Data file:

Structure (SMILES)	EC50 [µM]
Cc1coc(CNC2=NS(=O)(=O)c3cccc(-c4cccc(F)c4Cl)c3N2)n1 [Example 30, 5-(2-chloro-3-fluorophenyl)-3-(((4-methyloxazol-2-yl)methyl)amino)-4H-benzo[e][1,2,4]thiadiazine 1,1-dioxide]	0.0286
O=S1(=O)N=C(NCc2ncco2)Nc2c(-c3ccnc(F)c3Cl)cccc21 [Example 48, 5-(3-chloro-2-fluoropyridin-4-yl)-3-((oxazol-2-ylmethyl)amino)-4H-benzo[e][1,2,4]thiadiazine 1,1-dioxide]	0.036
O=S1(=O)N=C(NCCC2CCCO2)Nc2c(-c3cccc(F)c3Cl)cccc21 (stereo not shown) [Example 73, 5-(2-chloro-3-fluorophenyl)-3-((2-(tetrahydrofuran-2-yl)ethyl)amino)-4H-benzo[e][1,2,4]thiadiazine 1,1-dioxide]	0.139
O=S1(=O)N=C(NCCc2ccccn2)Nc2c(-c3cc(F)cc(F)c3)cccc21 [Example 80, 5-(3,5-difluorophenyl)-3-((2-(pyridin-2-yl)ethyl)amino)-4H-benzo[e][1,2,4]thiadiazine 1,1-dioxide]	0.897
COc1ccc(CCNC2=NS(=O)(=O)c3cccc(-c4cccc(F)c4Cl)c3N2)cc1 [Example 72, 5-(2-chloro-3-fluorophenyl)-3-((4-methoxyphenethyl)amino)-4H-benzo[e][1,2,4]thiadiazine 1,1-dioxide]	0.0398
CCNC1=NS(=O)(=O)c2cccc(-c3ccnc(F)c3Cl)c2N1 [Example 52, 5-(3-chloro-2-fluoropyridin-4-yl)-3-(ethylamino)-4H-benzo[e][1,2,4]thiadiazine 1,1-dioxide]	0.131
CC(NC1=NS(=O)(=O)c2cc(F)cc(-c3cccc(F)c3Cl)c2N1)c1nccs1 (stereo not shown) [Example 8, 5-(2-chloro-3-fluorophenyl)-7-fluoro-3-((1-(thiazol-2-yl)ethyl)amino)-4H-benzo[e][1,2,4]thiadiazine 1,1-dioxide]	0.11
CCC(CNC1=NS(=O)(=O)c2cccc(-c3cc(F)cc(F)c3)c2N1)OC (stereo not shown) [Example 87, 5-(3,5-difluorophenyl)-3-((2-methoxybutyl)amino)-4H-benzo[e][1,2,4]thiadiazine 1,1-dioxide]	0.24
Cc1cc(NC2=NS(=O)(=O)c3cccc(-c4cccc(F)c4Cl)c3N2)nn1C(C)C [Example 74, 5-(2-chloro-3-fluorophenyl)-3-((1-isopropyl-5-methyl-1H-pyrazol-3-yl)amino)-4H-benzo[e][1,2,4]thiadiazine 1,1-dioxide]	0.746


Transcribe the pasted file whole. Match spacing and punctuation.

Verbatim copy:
Structure (SMILES)	EC50 [µM]
Cc1coc(CNC2=NS(=O)(=O)c3cccc(-c4cccc(F)c4Cl)c3N2)n1 [Example 30, 5-(2-chloro-3-fluorophenyl)-3-(((4-methyloxazol-2-yl)methyl)amino)-4H-benzo[e][1,2,4]thiadiazine 1,1-dioxide]	0.0286
O=S1(=O)N=C(NCc2ncco2)Nc2c(-c3ccnc(F)c3Cl)cccc21 [Example 48, 5-(3-chloro-2-fluoropyridin-4-yl)-3-((oxazol-2-ylmethyl)amino)-4H-benzo[e][1,2,4]thiadiazine 1,1-dioxide]	0.036
O=S1(=O)N=C(NCCC2CCCO2)Nc2c(-c3cccc(F)c3Cl)cccc21 (stereo not shown) [Example 73, 5-(2-chloro-3-fluorophenyl)-3-((2-(tetrahydrofuran-2-yl)ethyl)amino)-4H-benzo[e][1,2,4]thiadiazine 1,1-dioxide]	0.139
O=S1(=O)N=C(NCCc2ccccn2)Nc2c(-c3cc(F)cc(F)c3)cccc21 [Example 80, 5-(3,5-difluorophenyl)-3-((2-(pyridin-2-yl)ethyl)amino)-4H-benzo[e][1,2,4]thiadiazine 1,1-dioxide]	0.897
COc1ccc(CCNC2=NS(=O)(=O)c3cccc(-c4cccc(F)c4Cl)c3N2)cc1 [Example 72, 5-(2-chloro-3-fluorophenyl)-3-((4-methoxyphenethyl)amino)-4H-benzo[e][1,2,4]thiadiazine 1,1-dioxide]	0.0398
CCNC1=NS(=O)(=O)c2cccc(-c3ccnc(F)c3Cl)c2N1 [Example 52, 5-(3-chloro-2-fluoropyridin-4-yl)-3-(ethylamino)-4H-benzo[e][1,2,4]thiadiazine 1,1-dioxide]	0.131
CC(NC1=NS(=O)(=O)c2cc(F)cc(-c3cccc(F)c3Cl)c2N1)c1nccs1 (stereo not shown) [Example 8, 5-(2-chloro-3-fluorophenyl)-7-fluoro-3-((1-(thiazol-2-yl)ethyl)amino)-4H-benzo[e][1,2,4]thiadiazine 1,1-dioxide]	0.11
CCC(CNC1=NS(=O)(=O)c2cccc(-c3cc(F)cc(F)c3)c2N1)OC (stereo not shown) [Example 87, 5-(3,5-difluorophenyl)-3-((2-methoxybutyl)amino)-4H-benzo[e][1,2,4]thiadiazine 1,1-dioxide]	0.24
Cc1cc(NC2=NS(=O)(=O)c3cccc(-c4cccc(F)c4Cl)c3N2)nn1C(C)C [Example 74, 5-(2-chloro-3-fluorophenyl)-3-((1-isopropyl-5-methyl-1H-pyrazol-3-yl)amino)-4H-benzo[e][1,2,4]thiadiazine 1,1-dioxide]	0.746